[Nancy Douglas & David Bohlke. Boston: MA, 2015. pp. x + 176. ¥2,770. ISBN: 978-1-305-25452-7.]
Reading Explorer 1 is the second in a six-level textbook series for use in content-based language teaching. It is a resource for EFL (English as a Foreign Language) learners to develop literacy skills, vocabulary knowledge, and global awareness. The textbook’s topic-based structure provides the learner with a means of studying English, while at the same time exploring stories about natural, social, and historical phenomena.
Each of Reading Explorer 1’s twelve units contain two lessons. Textual content is presented in reading passages and comprehension sections. Unit themes and target vocabulary form the basis for assessment in cloze passages, multiple-choice questions, true-or-false statements, as well as exercises involving gap-fill, information classification, and term matching. Many of the comprehension exercises include notes indicating the kind of information being assessed or details about word usage. This provides the reader with a deeper understanding of the textbook’s pedagogical aims, possibly encouraging greater learner autonomy.
The textbook presents pictorial content in the form of photographic images adapted from National Geographic magazine, and through video. Videos are accessible through the textbook’s supplementary DVD, or online at MyELT (myelt.heinle.com), National Geographic images help the learner contextualize reading passages, while videos offer real-world examples of unit themes.
One of the biggest changes between the textbook’s first and second edition is the inclusion of online content. After creating an account and logging in to MyELT, learners are given access to audio files of the textbook’s reading passages, as well as a variety of self-study activities. Native English speakers are featured on the audio files. Self-study activities allow learners autonomous means of practicing the textbook’s target vocabulary, as well as a drag-and-drop format for inputting answers. MyELT also saves information regarding the date and total amount of time users spend on the website. It also tracks the percentage of correct answers and the number of times users attempt exercises.
I used Reading Explorer 1 in combination with another textbook to teach high school lower-level EFL learners. We met twice a week for fifty-minute periods in a classroom without Internet access. Since many of my students also did not have a personal computer at home, we used the supplemental DVD in lieu of online content.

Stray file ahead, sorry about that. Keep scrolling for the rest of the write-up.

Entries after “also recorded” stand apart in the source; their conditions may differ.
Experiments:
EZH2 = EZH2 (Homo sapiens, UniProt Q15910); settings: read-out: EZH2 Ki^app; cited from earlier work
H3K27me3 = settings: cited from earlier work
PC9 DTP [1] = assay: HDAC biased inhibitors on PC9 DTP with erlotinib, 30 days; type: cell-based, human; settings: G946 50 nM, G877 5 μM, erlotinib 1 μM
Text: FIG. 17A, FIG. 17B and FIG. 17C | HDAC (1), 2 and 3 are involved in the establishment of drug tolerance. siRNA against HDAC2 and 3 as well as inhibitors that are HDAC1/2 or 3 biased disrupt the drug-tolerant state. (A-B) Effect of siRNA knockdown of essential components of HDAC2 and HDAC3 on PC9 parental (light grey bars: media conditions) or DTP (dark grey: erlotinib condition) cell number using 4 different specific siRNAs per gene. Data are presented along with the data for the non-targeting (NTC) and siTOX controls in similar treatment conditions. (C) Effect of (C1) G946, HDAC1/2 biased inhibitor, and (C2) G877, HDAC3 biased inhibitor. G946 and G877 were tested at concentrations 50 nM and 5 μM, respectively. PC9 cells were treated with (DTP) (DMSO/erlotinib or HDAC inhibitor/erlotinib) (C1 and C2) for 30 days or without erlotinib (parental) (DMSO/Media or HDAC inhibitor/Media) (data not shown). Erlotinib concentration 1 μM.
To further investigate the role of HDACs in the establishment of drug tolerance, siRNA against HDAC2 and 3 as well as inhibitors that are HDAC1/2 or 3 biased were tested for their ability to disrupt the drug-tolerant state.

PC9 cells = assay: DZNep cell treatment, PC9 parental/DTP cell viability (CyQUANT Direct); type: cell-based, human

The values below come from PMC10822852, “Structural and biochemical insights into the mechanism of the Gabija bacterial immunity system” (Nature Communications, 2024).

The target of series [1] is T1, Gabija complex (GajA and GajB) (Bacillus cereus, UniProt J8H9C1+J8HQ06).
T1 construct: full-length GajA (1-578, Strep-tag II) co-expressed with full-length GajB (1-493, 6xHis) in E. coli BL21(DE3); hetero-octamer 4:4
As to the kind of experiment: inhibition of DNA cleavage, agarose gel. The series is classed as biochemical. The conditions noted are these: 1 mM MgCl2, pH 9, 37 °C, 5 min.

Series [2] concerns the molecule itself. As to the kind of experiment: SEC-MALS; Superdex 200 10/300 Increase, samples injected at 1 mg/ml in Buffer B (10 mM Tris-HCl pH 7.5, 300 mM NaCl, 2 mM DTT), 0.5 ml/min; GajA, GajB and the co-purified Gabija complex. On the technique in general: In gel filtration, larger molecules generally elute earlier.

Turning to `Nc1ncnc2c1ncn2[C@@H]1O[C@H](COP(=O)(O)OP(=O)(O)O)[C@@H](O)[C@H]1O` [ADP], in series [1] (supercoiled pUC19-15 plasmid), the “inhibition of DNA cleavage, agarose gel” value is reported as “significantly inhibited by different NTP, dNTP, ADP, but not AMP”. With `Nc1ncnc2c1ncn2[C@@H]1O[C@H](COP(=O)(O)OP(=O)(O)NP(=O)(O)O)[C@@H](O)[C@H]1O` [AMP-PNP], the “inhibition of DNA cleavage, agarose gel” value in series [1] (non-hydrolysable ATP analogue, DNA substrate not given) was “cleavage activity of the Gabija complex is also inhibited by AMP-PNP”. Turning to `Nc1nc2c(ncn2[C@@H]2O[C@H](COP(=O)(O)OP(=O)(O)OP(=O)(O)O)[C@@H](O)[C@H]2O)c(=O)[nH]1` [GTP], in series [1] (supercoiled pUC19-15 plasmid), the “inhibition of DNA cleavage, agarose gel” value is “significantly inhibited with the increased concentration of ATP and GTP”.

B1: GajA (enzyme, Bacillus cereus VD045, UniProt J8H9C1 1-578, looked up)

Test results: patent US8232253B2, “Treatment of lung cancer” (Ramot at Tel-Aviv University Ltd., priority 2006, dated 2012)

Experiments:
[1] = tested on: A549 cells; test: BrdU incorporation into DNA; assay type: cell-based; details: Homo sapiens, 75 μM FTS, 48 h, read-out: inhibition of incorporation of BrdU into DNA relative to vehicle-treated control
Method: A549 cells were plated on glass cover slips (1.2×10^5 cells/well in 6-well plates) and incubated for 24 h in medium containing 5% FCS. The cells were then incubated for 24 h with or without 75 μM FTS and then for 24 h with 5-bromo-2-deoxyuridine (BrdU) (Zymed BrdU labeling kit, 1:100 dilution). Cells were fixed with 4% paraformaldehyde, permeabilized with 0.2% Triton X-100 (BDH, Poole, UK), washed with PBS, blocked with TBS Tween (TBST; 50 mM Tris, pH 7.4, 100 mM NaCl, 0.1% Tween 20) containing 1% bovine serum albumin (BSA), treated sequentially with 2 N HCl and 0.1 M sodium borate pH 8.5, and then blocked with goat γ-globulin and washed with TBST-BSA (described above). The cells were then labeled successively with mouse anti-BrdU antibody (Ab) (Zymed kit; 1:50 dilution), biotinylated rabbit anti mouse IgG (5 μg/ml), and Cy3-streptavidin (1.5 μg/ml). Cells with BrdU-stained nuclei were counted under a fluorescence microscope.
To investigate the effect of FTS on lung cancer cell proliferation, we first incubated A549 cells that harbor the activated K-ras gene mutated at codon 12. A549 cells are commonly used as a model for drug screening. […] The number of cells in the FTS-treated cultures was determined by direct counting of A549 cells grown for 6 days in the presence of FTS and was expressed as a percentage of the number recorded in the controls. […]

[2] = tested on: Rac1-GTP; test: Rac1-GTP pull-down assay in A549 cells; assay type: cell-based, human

Most of my learners enjoyed Reading Explorer 1’s topics and reading passages, and found its comprehension exercises challenging. The variation in the format of comprehension exercises throughout the textbook helped keep my learners engaged. On the other hand, they did not enjoy the broader reading skills it presented. In particular, they did not see the value in learning how to read a passage for its gist, make inferences, or skim.
Overall, I would recommend using Reading Explorer 1 for content-based instruction. Each textbook in the series is labeled according to its level in the Common European Framework for Language Learning (Council of Europe, 2001). This makes it easy to choose an appropriate textbook for a given group of learners. In addition, the textbook’s reading passages are substantial enough to be challenging, but brief enough to hold the reader’s attention. Target vocabulary within passages appears in red, helping it stand out from the rest of the text. Furthermore, units titled Amazing Animals, Travel and Adventure, and The Power of Music, accord well with the interests of many teenage and young adult learners. The textbook is also visually appealing enough that one could imagine the reader keeping it well beyond its intended period of use.
Reading Explorer 1 is also a good tool for eliciting readers’ schema (Nunan, 1999, p. 133), or background knowledge. Liu (2015) found that activating learners’ schema prior to reading significantly improves their comprehension (p. 1353). Reading Explorer’s generative material activates readers’ schema in three ways. First, the provocative full-page photo at the beginning of each unit stimulates related images in the reader’s mind. Second, the consciousness-raising questions and pre-reading tasks help the reader draw connections between unit topics and their own life experience. Third, critical-thinking exercises encourage the reader to formulate and express opinions related to unit themes.
One disadvantage of using Reading Explorer 1 is that it does not have a bilingual glossary. Also, unlike its predecessor, the second edition does not include a headwords list or review sections. Moreover, for students to access online content, they have to be able to create an account, as well as learn how to use the website. Lastly, while the second edition of the textbook claims to have updated material, this author found much of that update incremental. With the shift to online content, Reading Explorer 1’s Second Edition moves in a more utilitarian direction.
Council of Europe (2001). Common European framework of reference for languages: Learning, teaching, assessment. Retrieved from coe.int/t/dg4/linguistic/Source/Framework_EN.pdf
Liu, Y. (2015). An empirical study of schema theory and its role in reading comprehension. Journal of Language Teaching and Research, 6(6), 1349-1356.
Nunan, D. (1999). Second language teaching & learning. Boston, MA: Heinle & Heinle Publishers.